It’s the bread-and-butter for most professional photographers, the one job that’s always in plentiful supply and for which clients (rarely) quibble over the price — which is usually pretty high. Wedding photography isn’t just an important way of making a living as a photographer, it’s also an important way of becoming a professional photographer.
Unfortunately, it’s not an easy profession to get into.
For many photographers in fact, the first wedding often comes about by accident when a friend wants a low-cost marriage and asks them to bring their Nikon. Word spreads, offers flow in and the photographer soon has a new niche. Jeff Campbell, for example, recalled his first gig this way:
About a year ago, I took pictures of a friend’s wedding just because (1) I had my point-and-shoot camera and (2) she didn’t pay for a photographer. I couldn’t let the wedding take place without pictures to document it. She and her husband liked the pictures I took so much it gave me the motivation to get some equipment together and start photographing weddings professionally.
Carrie Moore, who turned professional just two years ago, has a similar story. She took the most of an opportunity and word spread fast enough to land her nine wedding gigs in less than 24 months.
Want to be a Wedding Photographer? Match up your Friends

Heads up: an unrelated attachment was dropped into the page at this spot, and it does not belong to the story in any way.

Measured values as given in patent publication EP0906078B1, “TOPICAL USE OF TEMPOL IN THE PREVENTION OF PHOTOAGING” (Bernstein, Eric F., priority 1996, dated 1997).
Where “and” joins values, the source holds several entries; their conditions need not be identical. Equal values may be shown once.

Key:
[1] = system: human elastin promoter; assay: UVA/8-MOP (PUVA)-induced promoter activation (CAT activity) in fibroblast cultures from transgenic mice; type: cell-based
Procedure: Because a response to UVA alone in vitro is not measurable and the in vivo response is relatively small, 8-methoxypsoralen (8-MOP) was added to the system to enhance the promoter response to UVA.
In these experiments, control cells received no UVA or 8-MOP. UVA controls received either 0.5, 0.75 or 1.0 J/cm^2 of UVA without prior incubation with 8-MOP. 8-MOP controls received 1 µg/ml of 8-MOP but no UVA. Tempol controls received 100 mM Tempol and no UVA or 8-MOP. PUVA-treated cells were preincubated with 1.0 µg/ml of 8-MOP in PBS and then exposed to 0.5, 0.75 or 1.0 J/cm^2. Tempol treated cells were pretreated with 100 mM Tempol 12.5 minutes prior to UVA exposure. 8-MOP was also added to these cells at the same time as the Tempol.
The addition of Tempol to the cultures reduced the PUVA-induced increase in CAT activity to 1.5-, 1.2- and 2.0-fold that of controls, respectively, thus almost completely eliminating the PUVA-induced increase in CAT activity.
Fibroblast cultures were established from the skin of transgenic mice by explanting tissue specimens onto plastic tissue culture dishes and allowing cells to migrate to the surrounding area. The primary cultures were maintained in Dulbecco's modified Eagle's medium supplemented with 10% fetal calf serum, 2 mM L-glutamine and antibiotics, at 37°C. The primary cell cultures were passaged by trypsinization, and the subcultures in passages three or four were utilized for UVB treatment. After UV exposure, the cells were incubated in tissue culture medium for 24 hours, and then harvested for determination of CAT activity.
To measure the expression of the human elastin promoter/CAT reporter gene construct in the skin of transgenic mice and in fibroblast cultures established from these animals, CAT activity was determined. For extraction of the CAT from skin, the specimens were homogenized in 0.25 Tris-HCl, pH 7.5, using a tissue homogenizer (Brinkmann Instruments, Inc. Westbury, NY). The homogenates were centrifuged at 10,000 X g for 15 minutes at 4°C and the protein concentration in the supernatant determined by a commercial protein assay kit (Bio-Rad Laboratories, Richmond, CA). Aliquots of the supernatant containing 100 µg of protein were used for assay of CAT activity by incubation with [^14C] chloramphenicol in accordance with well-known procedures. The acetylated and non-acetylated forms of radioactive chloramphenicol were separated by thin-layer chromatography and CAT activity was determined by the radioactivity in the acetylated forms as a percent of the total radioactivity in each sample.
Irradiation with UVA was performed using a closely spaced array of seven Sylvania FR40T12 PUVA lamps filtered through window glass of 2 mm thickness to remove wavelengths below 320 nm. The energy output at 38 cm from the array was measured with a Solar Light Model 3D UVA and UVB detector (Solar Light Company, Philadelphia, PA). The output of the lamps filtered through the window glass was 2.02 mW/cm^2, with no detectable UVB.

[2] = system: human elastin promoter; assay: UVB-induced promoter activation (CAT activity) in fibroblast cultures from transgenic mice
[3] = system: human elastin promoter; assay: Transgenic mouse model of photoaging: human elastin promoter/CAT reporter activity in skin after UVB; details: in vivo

That might suggest that the best way to become a wedding photographer is to know lots of single people and persuade them to marry each other. Inevitably some will want to save money, giving you the opportunity you need. You could then follow up by marketing with a website and Flickr, handing out business cards and samples, and placing ads on bulletin boards.
But there is an alternative route.
Regina Jones, a photography student who has just finished a course on wedding photography, recalls her teacher telling her that a wedding photographer must have the right equipment: a good camera; a good camera flash; lots of memory cards; and a back-up photographer for at least the first job.
That sounds like an opportunity. If you’re looking to get your feet wet and don’t want to play Cupid for your low-budget friends, you could try getting in touch with other photographers and offering yourself as a stand-in. Initially, you might have to do it for free — or at least for very little — but you’d also get the chance build a portfolio and build up your confidence.
Earn $5,500 for an Evening’s Work
You’d need that confidence when it comes to giving a quote. Regina’s teacher advised her to offer three levels of service with the cheapest starting at $3,500 and the highest reaching $5,500:
[S]hooting the engagement pic and then wedding pics and then the reception and then Photoshopping the pictures takes too much time to shoot a wedding any cheaper
she says and she might be right. Wedding photography usually means focusing on a bride who might be closer to a pile of tears than her photogenic best. It means reaching the location long before anyone else to make sure you get the still lifes and the shots of people arriving. It means being unobtrusive while still getting the close-up of the kiss, the rings and the vows. It means making commitments a year in advance. And it means constantly learning so that you get better and better and can charge more and more.
As Carrie Moore advises:
The best thing you can do is be prepared. Read, learn, pack and repack, and practice.
Get it right though and you should find that you’re getting paid for that practice too.
And tell us about your first wedding job by adding a comment. How did you get into wedding photography?
[tags] wedding photography, wedding photographer [/tags]